Lockheed renews effort for multiyear contract on cargo aircraft

Lockheed Martin Corp. is renewing its efforts to secure a long-term contract from the Pentagon for one of its workhorse cargo aircraft -- the C-130J.

Lockheed Martin, for several years now, has wanted to clench a multiyear contract for the C-130J and has submitted unsolicited proposals to the Air Force. So far, however, no agreement has been reached.

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That could all change in a matter of months. The defense company is in negotiations with the Air Force to finalize the price for 65 C-130J. That price and the result of that negotiation are going to serve as a starting point for a multiyear contract negotiation, said Jack Crisler, Lockheed’s international vice president for air mobility business development.

“What we will have to demonstrate is a business case that shows a 10 percent savings from that,” Crisler said.

Sometime in September or October, Lockheed plans to propose a five-year contract, Crisler said. The Air Force manages its own C-130J buys but also those of the Marine Corps.

The discussions of a multiyear contract could also include planes for Special Operations Command and the Coast Guard.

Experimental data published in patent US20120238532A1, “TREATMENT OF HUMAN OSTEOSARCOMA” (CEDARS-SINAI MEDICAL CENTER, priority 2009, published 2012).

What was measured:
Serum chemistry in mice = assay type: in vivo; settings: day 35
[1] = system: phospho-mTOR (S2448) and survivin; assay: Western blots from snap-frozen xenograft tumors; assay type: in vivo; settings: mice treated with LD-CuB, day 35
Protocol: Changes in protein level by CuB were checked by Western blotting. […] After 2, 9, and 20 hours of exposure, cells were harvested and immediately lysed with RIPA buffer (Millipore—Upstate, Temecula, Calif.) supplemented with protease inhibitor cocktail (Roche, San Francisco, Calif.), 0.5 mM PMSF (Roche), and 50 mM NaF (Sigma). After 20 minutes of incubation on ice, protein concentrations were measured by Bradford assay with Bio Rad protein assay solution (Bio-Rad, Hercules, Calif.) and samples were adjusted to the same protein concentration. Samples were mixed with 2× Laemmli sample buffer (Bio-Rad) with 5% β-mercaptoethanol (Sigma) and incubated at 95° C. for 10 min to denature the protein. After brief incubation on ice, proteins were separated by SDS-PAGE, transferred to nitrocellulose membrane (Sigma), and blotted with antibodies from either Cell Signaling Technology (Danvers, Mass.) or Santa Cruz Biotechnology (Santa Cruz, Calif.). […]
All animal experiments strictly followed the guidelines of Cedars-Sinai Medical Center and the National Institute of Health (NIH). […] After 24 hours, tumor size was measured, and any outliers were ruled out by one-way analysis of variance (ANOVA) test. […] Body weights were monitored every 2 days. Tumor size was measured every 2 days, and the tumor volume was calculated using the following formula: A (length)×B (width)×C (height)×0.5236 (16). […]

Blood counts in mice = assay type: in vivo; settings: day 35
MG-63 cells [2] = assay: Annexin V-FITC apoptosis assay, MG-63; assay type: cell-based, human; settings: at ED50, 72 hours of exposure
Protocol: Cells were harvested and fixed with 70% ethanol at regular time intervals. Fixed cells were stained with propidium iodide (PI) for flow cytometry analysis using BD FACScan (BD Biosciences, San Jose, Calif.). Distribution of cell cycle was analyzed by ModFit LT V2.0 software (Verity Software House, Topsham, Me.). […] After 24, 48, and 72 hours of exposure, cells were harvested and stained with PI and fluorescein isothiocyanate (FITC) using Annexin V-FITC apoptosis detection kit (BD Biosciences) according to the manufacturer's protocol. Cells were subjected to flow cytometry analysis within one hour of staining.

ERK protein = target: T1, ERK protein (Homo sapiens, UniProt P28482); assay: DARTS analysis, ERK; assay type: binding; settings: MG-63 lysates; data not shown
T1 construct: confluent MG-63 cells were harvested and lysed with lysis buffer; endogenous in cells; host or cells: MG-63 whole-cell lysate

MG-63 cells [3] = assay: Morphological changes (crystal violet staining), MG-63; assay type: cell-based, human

If the Pentagon accepts the multiyear proposal, Lockheed could see money for the planes as early as fiscal year 2012.

David Van Buren, the Air Force’s acquisition executive, said Friday that so far those in charge of the C-130J buys have done “quite a good job” negotiating a good price for the regular C-130J contracts with Lockheed Martin. But when it came to discussions of another multiyear, Van Buren said that in “prior discussions” Lockheed “was unable to show savings from a multiyear contract, which would have made everybody enthused to go forward.”

But Van Buren indicated the Air Force is willing to carry on the discussions.

“If Lockheed had a different approach to cost structure, or had some thoughts or ways that they felt that they could give the Air Force -- from where we are right now -- a 10 percent reduction for a multiyear, or greater, then I think the Air Force would take it very seriously,” Van Buren told reporters on Friday.

One C-130J costs about $60 million. The “fly-away” cost of one C-130J varies based on quantity and configuration. According to the Air Force, the contract price for one C-130 J delivered in 2010 is $57.6 million, without government furnished equipment or spares.

The C-130J is the successor to the C-130 Hercules E-H models that form the backbone of America’s tactical airlift. Lockheed developed the newer J-version as a private venture.

The C-130J flies farther, faster, with more cargo and higher reliability than the older aircraft versions, the company contends.

The C-130J had its share of critics within the Pentagon, who almost succeeded in cutting the contract with Lockheed Martin short. But congressional pressure from Georgia and West Virginia lawmakers, where the plane is built, has kept the program going.